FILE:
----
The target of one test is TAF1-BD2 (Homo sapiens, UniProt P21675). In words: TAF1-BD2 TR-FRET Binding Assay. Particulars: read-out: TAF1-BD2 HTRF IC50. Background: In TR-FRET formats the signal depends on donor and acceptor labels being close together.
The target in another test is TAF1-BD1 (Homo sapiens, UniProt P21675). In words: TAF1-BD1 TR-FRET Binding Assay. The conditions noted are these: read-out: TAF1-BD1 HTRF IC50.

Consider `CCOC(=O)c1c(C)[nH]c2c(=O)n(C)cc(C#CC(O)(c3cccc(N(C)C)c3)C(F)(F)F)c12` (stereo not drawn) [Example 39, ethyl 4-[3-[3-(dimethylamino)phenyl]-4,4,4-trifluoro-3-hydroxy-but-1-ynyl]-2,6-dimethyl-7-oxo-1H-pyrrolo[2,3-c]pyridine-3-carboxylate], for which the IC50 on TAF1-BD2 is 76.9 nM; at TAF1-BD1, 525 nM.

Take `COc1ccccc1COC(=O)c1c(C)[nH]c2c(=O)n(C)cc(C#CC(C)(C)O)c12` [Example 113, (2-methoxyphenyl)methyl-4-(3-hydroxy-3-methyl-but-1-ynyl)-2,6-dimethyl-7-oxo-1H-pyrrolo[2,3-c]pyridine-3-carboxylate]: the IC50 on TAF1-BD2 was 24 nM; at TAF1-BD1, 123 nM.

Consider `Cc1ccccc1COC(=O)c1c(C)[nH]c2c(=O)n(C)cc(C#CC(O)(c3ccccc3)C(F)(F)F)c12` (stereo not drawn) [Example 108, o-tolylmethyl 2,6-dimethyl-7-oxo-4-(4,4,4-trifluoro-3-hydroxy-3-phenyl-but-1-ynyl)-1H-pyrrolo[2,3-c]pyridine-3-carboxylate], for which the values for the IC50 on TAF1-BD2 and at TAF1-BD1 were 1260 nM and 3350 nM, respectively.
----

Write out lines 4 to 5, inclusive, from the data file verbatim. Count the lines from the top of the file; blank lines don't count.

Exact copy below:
Take `COc1ccccc1COC(=O)c1c(C)[nH]c2c(=O)n(C)cc(C#CC(C)(C)O)c12` [Example 113, (2-methoxyphenyl)methyl-4-(3-hydroxy-3-methyl-but-1-ynyl)-2,6-dimethyl-7-oxo-1H-pyrrolo[2,3-c]pyridine-3-carboxylate]: the IC50 on TAF1-BD2 was 24 nM; at TAF1-BD1, 123 nM.

Consider `Cc1ccccc1COC(=O)c1c(C)[nH]c2c(=O)n(C)cc(C#CC(O)(c3ccccc3)C(F)(F)F)c12` (stereo not drawn) [Example 108, o-tolylmethyl 2,6-dimethyl-7-oxo-4-(4,4,4-trifluoro-3-hydroxy-3-phenyl-but-1-ynyl)-1H-pyrrolo[2,3-c]pyridine-3-carboxylate], for which the values for the IC50 on TAF1-BD2 and at TAF1-BD1 were 1260 nM and 3350 nM, respectively.